Pet Food Pantries in High DemandPublished December 7, 2010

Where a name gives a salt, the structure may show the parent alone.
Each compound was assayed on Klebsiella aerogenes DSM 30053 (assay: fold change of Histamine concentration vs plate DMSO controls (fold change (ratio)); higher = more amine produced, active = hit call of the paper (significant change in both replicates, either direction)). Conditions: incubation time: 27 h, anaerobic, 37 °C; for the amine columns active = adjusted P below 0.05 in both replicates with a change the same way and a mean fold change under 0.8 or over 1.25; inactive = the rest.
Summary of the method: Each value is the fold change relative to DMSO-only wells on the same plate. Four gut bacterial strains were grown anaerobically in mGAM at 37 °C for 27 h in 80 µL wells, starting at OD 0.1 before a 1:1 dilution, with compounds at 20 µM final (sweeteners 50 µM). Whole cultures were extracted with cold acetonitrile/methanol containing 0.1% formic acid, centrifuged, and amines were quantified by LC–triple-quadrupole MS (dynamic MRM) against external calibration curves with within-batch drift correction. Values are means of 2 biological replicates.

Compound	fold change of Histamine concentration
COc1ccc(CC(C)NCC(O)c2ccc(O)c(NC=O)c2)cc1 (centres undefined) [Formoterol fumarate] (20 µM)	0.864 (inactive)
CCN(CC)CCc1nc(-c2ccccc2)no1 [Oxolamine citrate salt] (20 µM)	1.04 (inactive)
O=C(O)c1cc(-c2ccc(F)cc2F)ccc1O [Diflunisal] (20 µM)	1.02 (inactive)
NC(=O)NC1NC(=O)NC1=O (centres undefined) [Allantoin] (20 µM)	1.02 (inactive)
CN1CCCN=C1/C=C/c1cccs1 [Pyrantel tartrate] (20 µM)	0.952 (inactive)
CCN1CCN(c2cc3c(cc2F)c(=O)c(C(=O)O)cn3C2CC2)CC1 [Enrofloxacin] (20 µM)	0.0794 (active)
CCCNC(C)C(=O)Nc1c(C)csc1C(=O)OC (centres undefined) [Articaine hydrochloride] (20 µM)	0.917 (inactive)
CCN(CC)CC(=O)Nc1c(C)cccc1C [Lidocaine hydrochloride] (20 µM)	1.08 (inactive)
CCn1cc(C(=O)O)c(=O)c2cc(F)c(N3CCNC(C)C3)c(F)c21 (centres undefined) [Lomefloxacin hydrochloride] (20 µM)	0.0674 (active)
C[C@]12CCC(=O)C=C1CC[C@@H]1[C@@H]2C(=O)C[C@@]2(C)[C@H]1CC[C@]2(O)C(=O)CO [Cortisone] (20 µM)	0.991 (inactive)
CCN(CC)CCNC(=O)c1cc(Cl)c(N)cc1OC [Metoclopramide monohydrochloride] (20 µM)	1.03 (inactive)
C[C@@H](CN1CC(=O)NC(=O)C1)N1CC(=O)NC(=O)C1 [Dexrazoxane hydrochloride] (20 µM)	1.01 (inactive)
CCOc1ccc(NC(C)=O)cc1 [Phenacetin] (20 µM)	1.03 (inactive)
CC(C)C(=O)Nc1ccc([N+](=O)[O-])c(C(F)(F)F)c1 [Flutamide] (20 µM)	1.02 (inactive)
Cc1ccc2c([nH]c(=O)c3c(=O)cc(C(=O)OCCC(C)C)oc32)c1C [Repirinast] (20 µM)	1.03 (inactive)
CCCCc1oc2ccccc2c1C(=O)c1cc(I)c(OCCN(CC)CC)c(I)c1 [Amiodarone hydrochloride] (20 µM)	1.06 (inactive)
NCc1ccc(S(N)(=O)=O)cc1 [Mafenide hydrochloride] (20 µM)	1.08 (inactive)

Around this time last year, Randi Helpinstill, who lives in Yorktown, Virginia adopted two kittens. But sadly shortly after she adopted them, one of the kittens died of an infectious disease. Randi wanted the surviving kitten to have a playmate, so after she was sure that her kitten was purrfectly healthy, she started searching for another kitten on Craigslist in the "pet wanted" section. But according to a recent article in the Daytona Beach News Journal Randi was overwhelmed with the huge number pets needing homes due to today's dismal economy. Many pet owners could no longer afford to feed them and were forced to make the heart-wrenching decision to rehome them. After an hour of perusing the listings, Randi shut down her computer and turned to her husband, sharing her findings. But when one door closes, another one opens; it was then that she became inspired with what she refers to as her "light bulb moment." She thought, "Wouldn't it be nice if there was a food bank for pets just like there are for people?" Randi then began searching for information about how to start a pet food pantry and quickly learned that in response to the needs of many people, pet food pantries were opening across the country. A Colorado organization, The Pikes Peak Pet Pantry sent her information about how to get a local one started. With the help of her animal-loving neighbor, Geralyn Nelson, Randi spent the next eight months getting all the information she could find along with filling out all the paperwork necessary in order to become a legal, non-profit corporation -- and the Peninsula Pet Pantry was off and running. Randi said, "We could not imagine the heartbreak of people having to abandon their pets due to bad economic times, and the shelters were full, the rescues had waiting lists." Their mission, in Virginia's Newport News, York, Williamsburg, James City, and Hampton County is to provide temporary assistance with pet food and supplies to pet owners and caregivers who are suffering financial hardships due to today's economy. They also help homebound pet owners, small rescue groups and feral cat colonies. Commenting on this endeavor, Randi said, "The whole experience of building this operation has been one of the most rewarding opportunities in my life." But with their blossoming program comes the need for storage space, supplies, volunteers and donation in order for them to continue offering this crucial assistance. Events and distribution centers are constantly being updated on the pantry's website at penninsulapetpantry.org. And while donations are always appreciated, during the holiday season they are especially needed and of course, greatly appreciated. Anyone wishing to help may contribute by visiting their website. I think the concept of pet food pantries which can assist economically-stretched pet owners is a fantastic idea. What do you think? Is there one in your community? Leave a comment and share.